isolation, pt. 3

I used to be so afraid of isolation. I think that's what drove me. Somehow I'd become convinced that being introverted was a vice, so I forced myself to go out, burying myself in plans, interacting with people I didn't really like, because some anti-Imperial activist once said "be the change you want to see in this world" and I decided I wanted to be like all of these happy extroverts that interacted with all these people I didn't like and seemed to enjoy themselves. Worse, I managed to get a job writing about the awful culture I'd sunk myself into. So even if it were possible for me to enjoy it (which it wasn't), now it was about work.

This is a story I'd end up telling my sister's old lover; then I wrote about telling that story as the last thing I ever wrote for my little culture blog. It was one of those parties I was always going to, where I met this kid who was shy and adorable and took forever to finally actually kiss me no matter how many hints I dropped. We spent the evening kissing on the floor, and the whole time all I could think about was the guy sleeping on the couch three feet away, and how we must have been keeping him awake and how uncomfortable that must have been for him.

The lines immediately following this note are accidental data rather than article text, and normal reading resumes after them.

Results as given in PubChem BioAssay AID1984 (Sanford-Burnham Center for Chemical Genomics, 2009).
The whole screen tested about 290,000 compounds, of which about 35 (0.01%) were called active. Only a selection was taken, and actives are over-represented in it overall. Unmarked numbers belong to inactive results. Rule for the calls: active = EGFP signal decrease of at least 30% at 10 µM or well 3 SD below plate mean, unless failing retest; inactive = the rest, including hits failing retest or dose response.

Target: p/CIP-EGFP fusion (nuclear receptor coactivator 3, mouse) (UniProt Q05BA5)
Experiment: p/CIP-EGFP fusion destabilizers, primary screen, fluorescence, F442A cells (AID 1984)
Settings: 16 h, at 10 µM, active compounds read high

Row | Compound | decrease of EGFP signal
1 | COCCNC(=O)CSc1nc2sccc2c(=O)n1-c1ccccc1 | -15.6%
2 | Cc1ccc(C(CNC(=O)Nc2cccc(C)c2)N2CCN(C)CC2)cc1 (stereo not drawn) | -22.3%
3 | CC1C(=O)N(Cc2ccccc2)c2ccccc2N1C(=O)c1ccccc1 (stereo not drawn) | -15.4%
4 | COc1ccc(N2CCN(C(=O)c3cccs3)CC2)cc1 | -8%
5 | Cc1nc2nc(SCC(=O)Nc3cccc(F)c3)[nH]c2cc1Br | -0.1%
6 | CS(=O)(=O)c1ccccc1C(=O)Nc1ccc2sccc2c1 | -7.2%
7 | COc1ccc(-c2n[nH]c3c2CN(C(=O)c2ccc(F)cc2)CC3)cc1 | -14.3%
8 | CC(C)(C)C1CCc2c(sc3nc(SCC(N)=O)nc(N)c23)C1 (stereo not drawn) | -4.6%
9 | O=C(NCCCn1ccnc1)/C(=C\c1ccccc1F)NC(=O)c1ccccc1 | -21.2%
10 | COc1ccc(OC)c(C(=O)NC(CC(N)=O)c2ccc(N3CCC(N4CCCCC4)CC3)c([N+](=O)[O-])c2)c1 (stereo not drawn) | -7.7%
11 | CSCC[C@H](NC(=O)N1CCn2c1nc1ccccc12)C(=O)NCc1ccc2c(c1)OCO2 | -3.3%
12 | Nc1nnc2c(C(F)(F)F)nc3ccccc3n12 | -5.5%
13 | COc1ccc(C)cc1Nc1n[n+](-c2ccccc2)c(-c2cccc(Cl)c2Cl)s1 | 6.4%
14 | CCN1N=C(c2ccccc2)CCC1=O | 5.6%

Naturally even once we'd finished I spent the evening lying awake and wondering if this would forever color his perception of me, if this altogether weird evening had managed to alienate someone who was actually pretty cool (a rarity in this world I lived in now). I felt a sense of loss, and in retrospect I think it was about then that I realized why I always felt so lonely.

I met a good friend for coffee the next morning and told him about my revelation. It went something like: "It's like, I thought the cure for loneliness was to just meet as many people as possible, you know? And I'd always come home and feel even worse."

"Hangover notwithstanding?"

"Hangover notwithstanding."

Of course he made fun of me for living to please a version of me that never existed, and of course I fell into the same trap again a few days later, but I went home and filled my head with stories and really, truly, basked in my isolation.

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